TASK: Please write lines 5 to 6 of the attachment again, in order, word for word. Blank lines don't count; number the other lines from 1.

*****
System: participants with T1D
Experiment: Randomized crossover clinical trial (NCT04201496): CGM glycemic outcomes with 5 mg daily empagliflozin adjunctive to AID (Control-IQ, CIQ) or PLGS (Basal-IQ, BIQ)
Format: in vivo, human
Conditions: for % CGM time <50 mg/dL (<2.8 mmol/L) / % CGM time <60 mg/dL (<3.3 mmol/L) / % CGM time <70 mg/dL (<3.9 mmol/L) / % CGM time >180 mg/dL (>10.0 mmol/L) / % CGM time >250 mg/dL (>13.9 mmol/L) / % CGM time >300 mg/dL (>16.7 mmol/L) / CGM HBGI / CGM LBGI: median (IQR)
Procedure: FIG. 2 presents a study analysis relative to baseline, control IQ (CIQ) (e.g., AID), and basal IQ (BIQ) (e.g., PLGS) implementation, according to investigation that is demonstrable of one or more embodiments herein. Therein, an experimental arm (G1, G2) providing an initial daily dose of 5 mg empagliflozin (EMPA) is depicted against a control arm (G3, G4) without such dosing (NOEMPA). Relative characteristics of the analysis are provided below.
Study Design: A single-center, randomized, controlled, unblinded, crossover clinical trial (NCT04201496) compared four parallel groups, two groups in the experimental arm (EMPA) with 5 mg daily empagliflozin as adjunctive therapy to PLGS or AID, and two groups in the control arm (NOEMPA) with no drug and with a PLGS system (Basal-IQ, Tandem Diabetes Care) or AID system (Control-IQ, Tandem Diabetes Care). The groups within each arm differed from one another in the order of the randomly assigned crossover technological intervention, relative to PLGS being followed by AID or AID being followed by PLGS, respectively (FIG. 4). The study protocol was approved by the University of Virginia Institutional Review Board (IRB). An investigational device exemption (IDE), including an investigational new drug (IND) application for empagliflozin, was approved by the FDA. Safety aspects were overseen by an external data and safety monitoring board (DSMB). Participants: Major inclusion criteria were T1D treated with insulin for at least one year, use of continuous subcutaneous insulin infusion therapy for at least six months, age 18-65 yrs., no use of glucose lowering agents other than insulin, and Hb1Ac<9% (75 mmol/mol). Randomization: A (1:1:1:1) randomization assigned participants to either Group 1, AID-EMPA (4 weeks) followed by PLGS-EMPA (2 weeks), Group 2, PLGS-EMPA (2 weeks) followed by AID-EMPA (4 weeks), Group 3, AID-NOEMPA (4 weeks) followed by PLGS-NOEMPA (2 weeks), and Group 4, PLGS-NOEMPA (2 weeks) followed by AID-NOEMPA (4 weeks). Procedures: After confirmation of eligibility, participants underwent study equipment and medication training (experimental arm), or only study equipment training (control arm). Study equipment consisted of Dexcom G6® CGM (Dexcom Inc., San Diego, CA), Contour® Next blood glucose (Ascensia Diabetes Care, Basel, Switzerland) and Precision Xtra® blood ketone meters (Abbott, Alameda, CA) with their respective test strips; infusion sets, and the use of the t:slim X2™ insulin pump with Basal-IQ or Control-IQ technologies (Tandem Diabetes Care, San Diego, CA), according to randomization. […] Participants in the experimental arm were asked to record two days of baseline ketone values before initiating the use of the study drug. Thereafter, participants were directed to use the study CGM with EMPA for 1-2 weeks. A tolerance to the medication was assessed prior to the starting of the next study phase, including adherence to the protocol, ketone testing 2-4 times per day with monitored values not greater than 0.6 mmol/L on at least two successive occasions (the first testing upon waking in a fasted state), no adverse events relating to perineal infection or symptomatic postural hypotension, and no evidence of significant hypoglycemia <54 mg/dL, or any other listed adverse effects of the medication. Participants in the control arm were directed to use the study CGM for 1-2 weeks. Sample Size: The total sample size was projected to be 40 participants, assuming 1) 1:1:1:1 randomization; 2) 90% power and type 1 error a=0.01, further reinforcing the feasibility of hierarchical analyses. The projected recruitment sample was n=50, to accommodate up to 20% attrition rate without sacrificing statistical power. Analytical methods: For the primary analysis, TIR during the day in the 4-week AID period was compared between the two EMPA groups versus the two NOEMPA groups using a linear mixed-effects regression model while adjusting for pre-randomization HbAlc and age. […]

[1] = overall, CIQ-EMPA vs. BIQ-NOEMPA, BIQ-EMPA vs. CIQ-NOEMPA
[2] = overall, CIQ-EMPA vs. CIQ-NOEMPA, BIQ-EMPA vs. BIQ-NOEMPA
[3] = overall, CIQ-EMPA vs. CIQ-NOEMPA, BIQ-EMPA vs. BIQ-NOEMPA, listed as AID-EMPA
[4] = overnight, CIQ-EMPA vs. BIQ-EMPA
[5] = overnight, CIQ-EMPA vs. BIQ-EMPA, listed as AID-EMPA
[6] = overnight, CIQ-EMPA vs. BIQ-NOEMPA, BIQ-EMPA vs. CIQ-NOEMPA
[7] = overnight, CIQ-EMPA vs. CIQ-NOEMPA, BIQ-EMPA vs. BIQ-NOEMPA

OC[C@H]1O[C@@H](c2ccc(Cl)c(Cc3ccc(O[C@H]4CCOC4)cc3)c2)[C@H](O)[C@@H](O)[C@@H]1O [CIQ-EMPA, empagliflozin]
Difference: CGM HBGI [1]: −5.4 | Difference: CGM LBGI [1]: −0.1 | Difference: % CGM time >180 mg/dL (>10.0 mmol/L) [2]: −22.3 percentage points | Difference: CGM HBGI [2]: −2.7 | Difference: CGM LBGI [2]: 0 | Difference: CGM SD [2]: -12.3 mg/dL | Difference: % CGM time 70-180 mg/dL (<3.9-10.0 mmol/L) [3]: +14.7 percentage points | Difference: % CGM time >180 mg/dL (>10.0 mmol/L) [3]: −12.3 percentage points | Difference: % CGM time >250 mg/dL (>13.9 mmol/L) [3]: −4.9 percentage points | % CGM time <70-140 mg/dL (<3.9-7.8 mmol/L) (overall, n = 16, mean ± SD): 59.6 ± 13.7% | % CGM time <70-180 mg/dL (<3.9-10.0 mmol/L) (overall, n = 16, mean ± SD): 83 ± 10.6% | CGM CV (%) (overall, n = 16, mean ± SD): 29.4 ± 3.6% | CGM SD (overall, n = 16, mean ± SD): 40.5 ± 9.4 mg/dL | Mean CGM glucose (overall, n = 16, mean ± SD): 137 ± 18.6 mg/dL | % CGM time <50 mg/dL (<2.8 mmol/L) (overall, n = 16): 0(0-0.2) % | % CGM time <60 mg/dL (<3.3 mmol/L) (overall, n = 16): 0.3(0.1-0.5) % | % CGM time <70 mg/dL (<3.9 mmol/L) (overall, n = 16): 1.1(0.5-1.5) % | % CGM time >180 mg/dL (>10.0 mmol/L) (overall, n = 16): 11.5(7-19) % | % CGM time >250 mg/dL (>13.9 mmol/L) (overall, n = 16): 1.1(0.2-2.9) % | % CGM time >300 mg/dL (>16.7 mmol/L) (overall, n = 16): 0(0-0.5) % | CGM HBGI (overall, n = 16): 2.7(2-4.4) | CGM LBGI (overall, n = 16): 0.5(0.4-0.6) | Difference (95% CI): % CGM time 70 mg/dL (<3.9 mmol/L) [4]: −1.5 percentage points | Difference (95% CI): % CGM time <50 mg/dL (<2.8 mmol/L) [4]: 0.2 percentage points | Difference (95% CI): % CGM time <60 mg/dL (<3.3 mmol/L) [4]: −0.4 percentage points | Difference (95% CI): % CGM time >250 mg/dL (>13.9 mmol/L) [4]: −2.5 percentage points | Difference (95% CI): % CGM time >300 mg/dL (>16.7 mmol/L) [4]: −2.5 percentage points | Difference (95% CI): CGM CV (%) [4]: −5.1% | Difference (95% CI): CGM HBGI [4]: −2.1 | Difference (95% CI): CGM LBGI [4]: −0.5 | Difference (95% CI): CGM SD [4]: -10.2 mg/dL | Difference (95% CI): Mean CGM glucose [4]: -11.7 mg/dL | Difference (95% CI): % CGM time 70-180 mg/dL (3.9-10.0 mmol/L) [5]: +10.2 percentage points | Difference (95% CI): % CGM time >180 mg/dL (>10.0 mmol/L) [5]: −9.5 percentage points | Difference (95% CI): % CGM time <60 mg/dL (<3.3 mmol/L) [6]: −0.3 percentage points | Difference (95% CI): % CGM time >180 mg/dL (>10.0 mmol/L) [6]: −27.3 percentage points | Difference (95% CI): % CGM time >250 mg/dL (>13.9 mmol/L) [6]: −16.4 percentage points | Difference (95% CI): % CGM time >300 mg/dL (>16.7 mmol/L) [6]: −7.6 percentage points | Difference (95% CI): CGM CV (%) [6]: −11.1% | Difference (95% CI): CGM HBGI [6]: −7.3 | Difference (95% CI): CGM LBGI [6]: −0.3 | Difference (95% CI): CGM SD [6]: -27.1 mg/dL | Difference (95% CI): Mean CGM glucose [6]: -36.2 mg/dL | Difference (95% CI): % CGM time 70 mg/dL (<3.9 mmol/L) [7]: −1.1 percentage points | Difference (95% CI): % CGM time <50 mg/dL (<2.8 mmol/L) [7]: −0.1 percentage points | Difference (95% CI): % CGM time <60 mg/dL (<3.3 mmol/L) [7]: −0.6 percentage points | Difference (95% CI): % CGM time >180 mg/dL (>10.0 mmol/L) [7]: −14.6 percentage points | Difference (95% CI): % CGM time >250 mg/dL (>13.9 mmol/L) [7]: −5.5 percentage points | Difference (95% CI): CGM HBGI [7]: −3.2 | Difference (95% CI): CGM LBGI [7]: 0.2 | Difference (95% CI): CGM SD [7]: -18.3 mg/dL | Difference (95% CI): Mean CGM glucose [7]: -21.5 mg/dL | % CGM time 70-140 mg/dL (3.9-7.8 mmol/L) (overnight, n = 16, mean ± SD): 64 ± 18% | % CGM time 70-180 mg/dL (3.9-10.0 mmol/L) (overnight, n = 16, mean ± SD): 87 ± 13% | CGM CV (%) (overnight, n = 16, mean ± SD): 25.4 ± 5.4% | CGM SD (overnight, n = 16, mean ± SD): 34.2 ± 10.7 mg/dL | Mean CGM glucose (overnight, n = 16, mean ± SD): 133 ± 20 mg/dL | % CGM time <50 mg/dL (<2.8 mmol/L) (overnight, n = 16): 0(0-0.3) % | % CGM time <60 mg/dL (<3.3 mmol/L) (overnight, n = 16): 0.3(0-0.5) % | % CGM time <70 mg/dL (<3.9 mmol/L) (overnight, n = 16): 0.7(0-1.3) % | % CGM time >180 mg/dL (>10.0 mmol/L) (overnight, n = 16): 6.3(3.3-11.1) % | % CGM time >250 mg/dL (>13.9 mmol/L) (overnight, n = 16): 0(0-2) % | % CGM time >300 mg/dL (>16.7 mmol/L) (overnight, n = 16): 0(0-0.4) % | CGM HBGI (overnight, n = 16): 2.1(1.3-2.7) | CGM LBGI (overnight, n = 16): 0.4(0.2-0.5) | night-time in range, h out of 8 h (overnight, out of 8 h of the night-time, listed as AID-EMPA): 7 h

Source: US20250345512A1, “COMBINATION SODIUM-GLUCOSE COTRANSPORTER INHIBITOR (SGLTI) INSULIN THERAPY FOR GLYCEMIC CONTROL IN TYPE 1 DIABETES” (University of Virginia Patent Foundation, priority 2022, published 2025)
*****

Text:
Procedure: FIG. 2 presents a study analysis relative to baseline, control IQ (CIQ) (e.g., AID), and basal IQ (BIQ) (e.g., PLGS) implementation, according to investigation that is demonstrable of one or more embodiments herein. Therein, an experimental arm (G1, G2) providing an initial daily dose of 5 mg empagliflozin (EMPA) is depicted against a control arm (G3, G4) without such dosing (NOEMPA). Relative characteristics of the analysis are provided below.
Study Design: A single-center, randomized, controlled, unblinded, crossover clinical trial (NCT04201496) compared four parallel groups, two groups in the experimental arm (EMPA) with 5 mg daily empagliflozin as adjunctive therapy to PLGS or AID, and two groups in the control arm (NOEMPA) with no drug and with a PLGS system (Basal-IQ, Tandem Diabetes Care) or AID system (Control-IQ, Tandem Diabetes Care). The groups within each arm differed from one another in the order of the randomly assigned crossover technological intervention, relative to PLGS being followed by AID or AID being followed by PLGS, respectively (FIG. 4). The study protocol was approved by the University of Virginia Institutional Review Board (IRB). An investigational device exemption (IDE), including an investigational new drug (IND) application for empagliflozin, was approved by the FDA. Safety aspects were overseen by an external data and safety monitoring board (DSMB). Participants: Major inclusion criteria were T1D treated with insulin for at least one year, use of continuous subcutaneous insulin infusion therapy for at least six months, age 18-65 yrs., no use of glucose lowering agents other than insulin, and Hb1Ac<9% (75 mmol/mol). Randomization: A (1:1:1:1) randomization assigned participants to either Group 1, AID-EMPA (4 weeks) followed by PLGS-EMPA (2 weeks), Group 2, PLGS-EMPA (2 weeks) followed by AID-EMPA (4 weeks), Group 3, AID-NOEMPA (4 weeks) followed by PLGS-NOEMPA (2 weeks), and Group 4, PLGS-NOEMPA (2 weeks) followed by AID-NOEMPA (4 weeks). Procedures: After confirmation of eligibility, participants underwent study equipment and medication training (experimental arm), or only study equipment training (control arm). Study equipment consisted of Dexcom G6® CGM (Dexcom Inc., San Diego, CA), Contour® Next blood glucose (Ascensia Diabetes Care, Basel, Switzerland) and Precision Xtra® blood ketone meters (Abbott, Alameda, CA) with their respective test strips; infusion sets, and the use of the t:slim X2™ insulin pump with Basal-IQ or Control-IQ technologies (Tandem Diabetes Care, San Diego, CA), according to randomization. […] Participants in the experimental arm were asked to record two days of baseline ketone values before initiating the use of the study drug. Thereafter, participants were directed to use the study CGM with EMPA for 1-2 weeks. A tolerance to the medication was assessed prior to the starting of the next study phase, including adherence to the protocol, ketone testing 2-4 times per day with monitored values not greater than 0.6 mmol/L on at least two successive occasions (the first testing upon waking in a fasted state), no adverse events relating to perineal infection or symptomatic postural hypotension, and no evidence of significant hypoglycemia <54 mg/dL, or any other listed adverse effects of the medication. Participants in the control arm were directed to use the study CGM for 1-2 weeks. Sample Size: The total sample size was projected to be 40 participants, assuming 1) 1:1:1:1 randomization; 2) 90% power and type 1 error a=0.01, further reinforcing the feasibility of hierarchical analyses. The projected recruitment sample was n=50, to accommodate up to 20% attrition rate without sacrificing statistical power. Analytical methods: For the primary analysis, TIR during the day in the 4-week AID period was compared between the two EMPA groups versus the two NOEMPA groups using a linear mixed-effects regression model while adjusting for pre-randomization HbAlc and age. […]